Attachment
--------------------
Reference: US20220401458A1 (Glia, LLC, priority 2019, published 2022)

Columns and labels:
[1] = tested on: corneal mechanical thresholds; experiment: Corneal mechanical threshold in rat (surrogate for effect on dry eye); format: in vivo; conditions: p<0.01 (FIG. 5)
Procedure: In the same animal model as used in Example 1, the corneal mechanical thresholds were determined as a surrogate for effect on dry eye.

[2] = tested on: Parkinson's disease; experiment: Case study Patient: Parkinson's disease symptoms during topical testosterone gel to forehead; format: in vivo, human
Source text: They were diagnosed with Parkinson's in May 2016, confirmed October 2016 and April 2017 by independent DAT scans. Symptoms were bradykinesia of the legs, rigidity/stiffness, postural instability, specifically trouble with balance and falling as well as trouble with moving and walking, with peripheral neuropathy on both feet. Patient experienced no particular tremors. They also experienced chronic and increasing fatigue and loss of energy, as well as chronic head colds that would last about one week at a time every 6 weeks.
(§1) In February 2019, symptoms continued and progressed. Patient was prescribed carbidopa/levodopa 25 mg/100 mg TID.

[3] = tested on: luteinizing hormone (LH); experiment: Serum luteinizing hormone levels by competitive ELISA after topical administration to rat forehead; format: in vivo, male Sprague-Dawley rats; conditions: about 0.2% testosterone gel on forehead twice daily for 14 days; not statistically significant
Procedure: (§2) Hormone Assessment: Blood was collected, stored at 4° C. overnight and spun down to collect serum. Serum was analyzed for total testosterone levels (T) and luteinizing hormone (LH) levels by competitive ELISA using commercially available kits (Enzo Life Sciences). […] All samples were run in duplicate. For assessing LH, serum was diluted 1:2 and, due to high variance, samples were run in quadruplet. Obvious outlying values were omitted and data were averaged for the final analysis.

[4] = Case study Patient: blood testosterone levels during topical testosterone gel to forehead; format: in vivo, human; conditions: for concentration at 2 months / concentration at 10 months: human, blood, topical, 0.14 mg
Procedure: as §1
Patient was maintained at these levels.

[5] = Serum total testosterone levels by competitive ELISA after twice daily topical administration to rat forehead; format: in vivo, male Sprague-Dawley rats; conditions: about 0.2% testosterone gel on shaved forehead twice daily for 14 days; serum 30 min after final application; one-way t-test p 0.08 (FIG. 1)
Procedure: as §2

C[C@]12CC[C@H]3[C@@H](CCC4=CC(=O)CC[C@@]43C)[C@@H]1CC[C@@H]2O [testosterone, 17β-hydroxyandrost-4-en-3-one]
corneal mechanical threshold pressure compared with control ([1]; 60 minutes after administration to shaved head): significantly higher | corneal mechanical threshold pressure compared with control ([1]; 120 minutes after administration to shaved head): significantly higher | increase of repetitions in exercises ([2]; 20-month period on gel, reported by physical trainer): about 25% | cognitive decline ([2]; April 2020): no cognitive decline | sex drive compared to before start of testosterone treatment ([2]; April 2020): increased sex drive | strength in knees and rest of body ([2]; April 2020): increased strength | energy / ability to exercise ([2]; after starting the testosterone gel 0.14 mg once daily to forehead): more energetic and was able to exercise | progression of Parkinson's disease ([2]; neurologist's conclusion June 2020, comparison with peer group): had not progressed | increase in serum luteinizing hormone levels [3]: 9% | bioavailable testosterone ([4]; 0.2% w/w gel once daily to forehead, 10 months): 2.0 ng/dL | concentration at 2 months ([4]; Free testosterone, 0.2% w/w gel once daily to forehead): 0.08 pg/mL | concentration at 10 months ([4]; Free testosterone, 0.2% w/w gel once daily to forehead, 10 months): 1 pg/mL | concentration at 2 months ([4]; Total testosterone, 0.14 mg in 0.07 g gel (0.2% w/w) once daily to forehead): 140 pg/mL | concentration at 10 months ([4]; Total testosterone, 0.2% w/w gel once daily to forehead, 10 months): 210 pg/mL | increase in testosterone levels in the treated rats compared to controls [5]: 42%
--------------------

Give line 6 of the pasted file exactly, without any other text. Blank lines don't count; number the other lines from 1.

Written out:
Source text: They were diagnosed with Parkinson's in May 2016, confirmed October 2016 and April 2017 by independent DAT scans. Symptoms were bradykinesia of the legs, rigidity/stiffness, postural instability, specifically trouble with balance and falling as well as trouble with moving and walking, with peripheral neuropathy on both feet. Patient experienced no particular tremors. They also experienced chronic and increasing fatigue and loss of energy, as well as chronic head colds that would last about one week at a time every 6 weeks.